Letty Paez, CHS executive associate dean for community and international programs, called Dharamsi a charismatic, transformative leader whose vision fits well with the University’s interest in social responsibility.

“He’s just phenomenal,” she said. “When faced with a situation, his attitude is, ‘How can we do it?’ He’s all about the ‘how’ with an emphasis on the ‘we.’”

She said he wants to create learning opportunities for students that are consistent with the UTEP Edge, a student-centered philosophy launched during the fall 2017 semester that builds on students’ individual strengths, such as critical thinking and leadership, and promotes high-impact experiences to include community engagement and study abroad.

Dharamsi’s parents worked multiple jobs to maintain the family’s bare necessities, but they instilled in him and his younger brother a work ethic and respect for education.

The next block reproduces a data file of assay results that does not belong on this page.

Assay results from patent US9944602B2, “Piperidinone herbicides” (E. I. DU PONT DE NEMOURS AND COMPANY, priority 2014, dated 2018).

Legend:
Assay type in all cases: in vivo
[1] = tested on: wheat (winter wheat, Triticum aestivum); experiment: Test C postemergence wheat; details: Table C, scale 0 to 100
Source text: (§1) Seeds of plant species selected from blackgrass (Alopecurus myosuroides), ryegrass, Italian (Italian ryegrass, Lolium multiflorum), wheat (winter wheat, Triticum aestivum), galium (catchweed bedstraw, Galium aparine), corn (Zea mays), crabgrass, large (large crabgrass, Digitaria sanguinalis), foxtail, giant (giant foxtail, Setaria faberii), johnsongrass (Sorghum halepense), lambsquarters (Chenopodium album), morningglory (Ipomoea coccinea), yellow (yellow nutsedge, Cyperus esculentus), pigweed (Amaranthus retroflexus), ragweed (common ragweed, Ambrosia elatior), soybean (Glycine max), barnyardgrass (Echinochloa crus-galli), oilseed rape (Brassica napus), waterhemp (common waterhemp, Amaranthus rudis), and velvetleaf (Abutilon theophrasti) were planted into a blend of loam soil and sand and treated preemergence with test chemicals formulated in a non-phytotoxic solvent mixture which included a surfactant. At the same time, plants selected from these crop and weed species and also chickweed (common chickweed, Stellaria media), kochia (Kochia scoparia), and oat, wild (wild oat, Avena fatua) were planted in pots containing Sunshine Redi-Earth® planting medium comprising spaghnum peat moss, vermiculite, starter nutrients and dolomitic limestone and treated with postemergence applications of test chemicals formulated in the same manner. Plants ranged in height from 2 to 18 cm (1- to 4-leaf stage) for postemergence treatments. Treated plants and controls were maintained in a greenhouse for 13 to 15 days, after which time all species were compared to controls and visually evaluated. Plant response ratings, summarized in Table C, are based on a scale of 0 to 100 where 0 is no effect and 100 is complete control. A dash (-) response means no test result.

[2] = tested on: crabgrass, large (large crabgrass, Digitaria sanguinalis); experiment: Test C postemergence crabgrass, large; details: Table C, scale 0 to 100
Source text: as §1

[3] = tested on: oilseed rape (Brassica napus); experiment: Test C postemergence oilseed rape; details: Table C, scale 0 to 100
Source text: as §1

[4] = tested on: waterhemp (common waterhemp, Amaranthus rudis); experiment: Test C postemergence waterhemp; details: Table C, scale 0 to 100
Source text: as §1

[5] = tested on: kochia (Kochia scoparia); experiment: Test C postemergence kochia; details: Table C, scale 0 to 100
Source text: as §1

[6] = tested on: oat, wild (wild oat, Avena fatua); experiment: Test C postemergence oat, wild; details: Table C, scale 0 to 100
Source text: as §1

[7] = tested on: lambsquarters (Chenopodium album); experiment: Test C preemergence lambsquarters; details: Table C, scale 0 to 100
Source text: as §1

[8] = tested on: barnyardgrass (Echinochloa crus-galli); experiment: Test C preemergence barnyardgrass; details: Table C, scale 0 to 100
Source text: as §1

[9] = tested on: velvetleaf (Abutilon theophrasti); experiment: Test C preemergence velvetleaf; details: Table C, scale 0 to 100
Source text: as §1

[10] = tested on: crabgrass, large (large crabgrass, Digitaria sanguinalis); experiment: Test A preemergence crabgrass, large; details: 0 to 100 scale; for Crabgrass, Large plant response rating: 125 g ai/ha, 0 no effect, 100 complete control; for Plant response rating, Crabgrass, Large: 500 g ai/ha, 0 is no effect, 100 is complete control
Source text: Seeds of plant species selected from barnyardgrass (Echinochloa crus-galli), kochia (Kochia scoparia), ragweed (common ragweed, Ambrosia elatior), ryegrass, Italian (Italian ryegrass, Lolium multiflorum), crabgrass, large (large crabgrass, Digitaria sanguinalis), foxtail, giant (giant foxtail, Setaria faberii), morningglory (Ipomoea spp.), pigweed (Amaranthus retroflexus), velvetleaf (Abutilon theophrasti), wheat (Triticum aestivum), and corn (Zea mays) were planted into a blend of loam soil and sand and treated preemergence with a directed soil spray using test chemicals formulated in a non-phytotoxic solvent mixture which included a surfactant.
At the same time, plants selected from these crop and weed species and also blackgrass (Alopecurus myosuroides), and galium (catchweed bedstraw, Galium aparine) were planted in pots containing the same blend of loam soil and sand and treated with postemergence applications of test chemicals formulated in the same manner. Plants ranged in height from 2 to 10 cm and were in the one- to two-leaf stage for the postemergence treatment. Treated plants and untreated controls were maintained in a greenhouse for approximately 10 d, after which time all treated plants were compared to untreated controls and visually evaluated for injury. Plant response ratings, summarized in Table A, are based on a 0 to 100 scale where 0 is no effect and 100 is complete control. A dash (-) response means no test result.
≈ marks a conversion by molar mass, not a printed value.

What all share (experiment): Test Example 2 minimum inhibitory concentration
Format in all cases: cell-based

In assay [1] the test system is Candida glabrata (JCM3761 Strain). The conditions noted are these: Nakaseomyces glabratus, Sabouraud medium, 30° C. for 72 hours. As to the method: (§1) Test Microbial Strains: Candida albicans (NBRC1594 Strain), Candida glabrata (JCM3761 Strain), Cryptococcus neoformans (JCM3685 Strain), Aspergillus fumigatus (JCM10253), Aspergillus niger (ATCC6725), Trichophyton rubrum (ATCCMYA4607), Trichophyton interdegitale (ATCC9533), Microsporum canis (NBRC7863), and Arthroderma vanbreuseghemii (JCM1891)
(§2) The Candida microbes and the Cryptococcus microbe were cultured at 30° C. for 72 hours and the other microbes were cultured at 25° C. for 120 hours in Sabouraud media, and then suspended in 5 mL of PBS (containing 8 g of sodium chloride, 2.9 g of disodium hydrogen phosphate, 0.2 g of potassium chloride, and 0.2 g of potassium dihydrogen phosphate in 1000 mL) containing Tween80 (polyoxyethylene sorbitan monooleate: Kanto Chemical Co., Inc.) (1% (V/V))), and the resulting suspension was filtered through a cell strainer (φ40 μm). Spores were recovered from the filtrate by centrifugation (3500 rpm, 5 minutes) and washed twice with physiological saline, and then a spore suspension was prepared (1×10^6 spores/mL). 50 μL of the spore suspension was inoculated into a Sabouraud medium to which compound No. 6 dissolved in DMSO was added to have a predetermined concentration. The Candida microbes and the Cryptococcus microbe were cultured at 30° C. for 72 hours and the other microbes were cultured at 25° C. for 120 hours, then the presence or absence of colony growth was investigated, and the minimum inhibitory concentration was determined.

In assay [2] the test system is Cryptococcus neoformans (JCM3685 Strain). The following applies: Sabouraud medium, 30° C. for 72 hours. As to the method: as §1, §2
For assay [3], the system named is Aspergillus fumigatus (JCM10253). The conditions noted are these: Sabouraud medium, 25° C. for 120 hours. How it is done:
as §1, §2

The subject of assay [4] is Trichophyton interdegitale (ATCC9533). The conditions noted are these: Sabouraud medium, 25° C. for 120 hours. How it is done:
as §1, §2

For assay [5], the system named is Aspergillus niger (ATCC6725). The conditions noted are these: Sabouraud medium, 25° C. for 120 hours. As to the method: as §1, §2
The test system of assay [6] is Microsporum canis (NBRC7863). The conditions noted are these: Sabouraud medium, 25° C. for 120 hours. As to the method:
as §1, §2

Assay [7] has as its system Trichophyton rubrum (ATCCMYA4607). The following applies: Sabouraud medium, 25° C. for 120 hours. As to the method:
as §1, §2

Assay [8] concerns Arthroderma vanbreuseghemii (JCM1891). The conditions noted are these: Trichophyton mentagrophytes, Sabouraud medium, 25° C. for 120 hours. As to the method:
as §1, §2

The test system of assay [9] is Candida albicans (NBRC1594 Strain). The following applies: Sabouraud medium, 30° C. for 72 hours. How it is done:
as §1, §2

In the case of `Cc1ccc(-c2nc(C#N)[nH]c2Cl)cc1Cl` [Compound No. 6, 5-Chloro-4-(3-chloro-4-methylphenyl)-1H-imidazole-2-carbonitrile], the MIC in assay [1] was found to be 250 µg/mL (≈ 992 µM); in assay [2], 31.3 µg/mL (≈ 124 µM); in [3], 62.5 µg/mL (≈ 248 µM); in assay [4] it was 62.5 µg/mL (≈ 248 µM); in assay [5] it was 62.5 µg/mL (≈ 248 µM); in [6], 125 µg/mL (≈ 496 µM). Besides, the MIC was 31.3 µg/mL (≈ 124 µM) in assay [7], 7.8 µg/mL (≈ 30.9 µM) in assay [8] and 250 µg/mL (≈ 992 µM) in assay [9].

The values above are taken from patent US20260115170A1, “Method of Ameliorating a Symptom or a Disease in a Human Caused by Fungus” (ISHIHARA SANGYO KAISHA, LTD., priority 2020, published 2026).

He started working at a young age delivering newspapers and continued to work his way through college in such jobs as factory laborer and overnight janitor. He was accepted into college on a soccer scholarship, but admitted that he was unprepared for higher education. He credits dedicated and committed professors for helping him succeed.

His humility, despite a remarkable record of academic and professional success, impressed Donald Andrus, a research assistant in the Master of Rehabilitation Counseling program who was among the students who interviewed prospective dean candidates.

“I believe actions speak louder than words, and from all indications so far, Dean Dharamsi continues to live up to everything that he conveyed to us during his interview,” Andrus said. “I think he will be a strong advocate for students and faculty, and highly invested in his new duties as dean.”

Author:  Daniel Perez – UTEP Communications